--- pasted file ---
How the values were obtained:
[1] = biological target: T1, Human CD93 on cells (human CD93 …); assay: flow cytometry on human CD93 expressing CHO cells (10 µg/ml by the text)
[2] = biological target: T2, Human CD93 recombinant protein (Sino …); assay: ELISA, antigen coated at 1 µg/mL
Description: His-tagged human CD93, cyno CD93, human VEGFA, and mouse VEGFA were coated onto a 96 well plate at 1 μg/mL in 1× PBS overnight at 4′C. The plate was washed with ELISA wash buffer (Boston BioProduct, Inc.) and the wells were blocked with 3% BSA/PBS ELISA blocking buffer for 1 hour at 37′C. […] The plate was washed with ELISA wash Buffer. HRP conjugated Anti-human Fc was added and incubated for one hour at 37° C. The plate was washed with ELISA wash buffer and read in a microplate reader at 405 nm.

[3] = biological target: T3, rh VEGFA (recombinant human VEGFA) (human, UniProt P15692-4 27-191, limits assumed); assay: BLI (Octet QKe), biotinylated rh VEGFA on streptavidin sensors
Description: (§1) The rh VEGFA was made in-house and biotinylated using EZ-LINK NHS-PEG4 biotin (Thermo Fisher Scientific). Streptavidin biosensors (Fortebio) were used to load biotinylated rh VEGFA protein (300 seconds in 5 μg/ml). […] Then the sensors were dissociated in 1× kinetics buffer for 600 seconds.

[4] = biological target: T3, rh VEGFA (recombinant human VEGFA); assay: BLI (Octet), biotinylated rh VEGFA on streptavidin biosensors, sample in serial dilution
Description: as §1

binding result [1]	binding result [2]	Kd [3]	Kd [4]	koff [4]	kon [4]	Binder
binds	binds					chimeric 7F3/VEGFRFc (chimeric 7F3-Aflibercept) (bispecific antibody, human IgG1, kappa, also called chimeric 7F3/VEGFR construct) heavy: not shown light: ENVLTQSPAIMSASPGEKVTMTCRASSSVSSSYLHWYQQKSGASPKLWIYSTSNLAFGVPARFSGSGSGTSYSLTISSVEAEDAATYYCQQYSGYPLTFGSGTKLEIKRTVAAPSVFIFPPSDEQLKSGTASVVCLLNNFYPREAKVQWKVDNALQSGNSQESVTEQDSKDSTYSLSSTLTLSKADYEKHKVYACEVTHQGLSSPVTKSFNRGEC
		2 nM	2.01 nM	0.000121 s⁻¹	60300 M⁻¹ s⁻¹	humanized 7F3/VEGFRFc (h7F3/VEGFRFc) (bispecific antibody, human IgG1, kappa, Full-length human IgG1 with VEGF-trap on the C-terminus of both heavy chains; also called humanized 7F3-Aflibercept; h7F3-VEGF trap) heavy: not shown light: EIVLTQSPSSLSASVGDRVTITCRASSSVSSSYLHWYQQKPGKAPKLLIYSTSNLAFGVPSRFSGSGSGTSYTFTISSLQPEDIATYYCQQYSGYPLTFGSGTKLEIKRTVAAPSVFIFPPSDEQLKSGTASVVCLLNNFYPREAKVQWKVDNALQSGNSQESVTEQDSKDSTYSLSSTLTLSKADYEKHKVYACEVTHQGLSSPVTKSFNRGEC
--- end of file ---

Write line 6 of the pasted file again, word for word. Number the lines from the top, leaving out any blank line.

Description: (§1) The rh VEGFA was made in-house and biotinylated using EZ-LINK NHS-PEG4 biotin (Thermo Fisher Scientific). Streptavidin biosensors (Fortebio) were used to load biotinylated rh VEGFA protein (300 seconds in 5 μg/ml). […] Then the sensors were dissociated in 1× kinetics buffer for 600 seconds.